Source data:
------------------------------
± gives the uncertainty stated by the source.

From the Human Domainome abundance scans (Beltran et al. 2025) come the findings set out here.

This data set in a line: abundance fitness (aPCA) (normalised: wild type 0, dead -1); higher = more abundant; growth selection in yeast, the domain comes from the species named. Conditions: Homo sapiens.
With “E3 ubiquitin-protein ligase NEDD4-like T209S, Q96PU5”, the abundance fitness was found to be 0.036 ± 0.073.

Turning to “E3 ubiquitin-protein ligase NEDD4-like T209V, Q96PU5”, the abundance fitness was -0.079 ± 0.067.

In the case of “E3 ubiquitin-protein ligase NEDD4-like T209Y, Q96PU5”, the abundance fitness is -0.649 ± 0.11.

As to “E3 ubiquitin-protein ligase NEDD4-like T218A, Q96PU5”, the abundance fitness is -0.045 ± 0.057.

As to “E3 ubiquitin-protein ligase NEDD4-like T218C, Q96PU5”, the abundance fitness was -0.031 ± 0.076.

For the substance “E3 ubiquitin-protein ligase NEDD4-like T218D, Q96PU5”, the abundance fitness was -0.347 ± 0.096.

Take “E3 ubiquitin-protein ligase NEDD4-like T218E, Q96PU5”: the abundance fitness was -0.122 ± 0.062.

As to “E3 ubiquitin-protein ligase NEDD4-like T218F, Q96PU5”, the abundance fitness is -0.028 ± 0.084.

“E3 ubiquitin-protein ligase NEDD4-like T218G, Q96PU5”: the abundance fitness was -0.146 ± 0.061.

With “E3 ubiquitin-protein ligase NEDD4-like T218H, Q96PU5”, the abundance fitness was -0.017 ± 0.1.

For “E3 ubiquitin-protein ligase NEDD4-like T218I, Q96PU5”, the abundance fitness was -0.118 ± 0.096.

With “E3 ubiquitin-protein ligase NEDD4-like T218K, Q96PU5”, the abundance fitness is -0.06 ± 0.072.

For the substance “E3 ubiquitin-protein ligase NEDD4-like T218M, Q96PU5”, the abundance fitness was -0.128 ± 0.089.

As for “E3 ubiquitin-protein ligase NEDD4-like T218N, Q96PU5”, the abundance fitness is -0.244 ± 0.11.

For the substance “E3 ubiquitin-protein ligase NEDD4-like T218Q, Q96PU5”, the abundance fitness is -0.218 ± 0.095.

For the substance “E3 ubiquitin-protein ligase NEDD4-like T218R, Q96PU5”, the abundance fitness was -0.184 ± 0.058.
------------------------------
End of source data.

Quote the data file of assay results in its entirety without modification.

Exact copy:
± gives the uncertainty stated by the source.

From the Human Domainome abundance scans (Beltran et al. 2025) come the findings set out here.

This data set in a line: abundance fitness (aPCA) (normalised: wild type 0, dead -1); higher = more abundant; growth selection in yeast, the domain comes from the species named. Conditions: Homo sapiens.
With “E3 ubiquitin-protein ligase NEDD4-like T209S, Q96PU5”, the abundance fitness was found to be 0.036 ± 0.073.

Turning to “E3 ubiquitin-protein ligase NEDD4-like T209V, Q96PU5”, the abundance fitness was -0.079 ± 0.067.

In the case of “E3 ubiquitin-protein ligase NEDD4-like T209Y, Q96PU5”, the abundance fitness is -0.649 ± 0.11.

As to “E3 ubiquitin-protein ligase NEDD4-like T218A, Q96PU5”, the abundance fitness is -0.045 ± 0.057.

As to “E3 ubiquitin-protein ligase NEDD4-like T218C, Q96PU5”, the abundance fitness was -0.031 ± 0.076.

For the substance “E3 ubiquitin-protein ligase NEDD4-like T218D, Q96PU5”, the abundance fitness was -0.347 ± 0.096.

Take “E3 ubiquitin-protein ligase NEDD4-like T218E, Q96PU5”: the abundance fitness was -0.122 ± 0.062.

As to “E3 ubiquitin-protein ligase NEDD4-like T218F, Q96PU5”, the abundance fitness is -0.028 ± 0.084.

“E3 ubiquitin-protein ligase NEDD4-like T218G, Q96PU5”: the abundance fitness was -0.146 ± 0.061.

With “E3 ubiquitin-protein ligase NEDD4-like T218H, Q96PU5”, the abundance fitness was -0.017 ± 0.1.

For “E3 ubiquitin-protein ligase NEDD4-like T218I, Q96PU5”, the abundance fitness was -0.118 ± 0.096.

With “E3 ubiquitin-protein ligase NEDD4-like T218K, Q96PU5”, the abundance fitness is -0.06 ± 0.072.

For the substance “E3 ubiquitin-protein ligase NEDD4-like T218M, Q96PU5”, the abundance fitness was -0.128 ± 0.089.

As for “E3 ubiquitin-protein ligase NEDD4-like T218N, Q96PU5”, the abundance fitness is -0.244 ± 0.11.

For the substance “E3 ubiquitin-protein ligase NEDD4-like T218Q, Q96PU5”, the abundance fitness is -0.218 ± 0.095.

For the substance “E3 ubiquitin-protein ligase NEDD4-like T218R, Q96PU5”, the abundance fitness was -0.184 ± 0.058.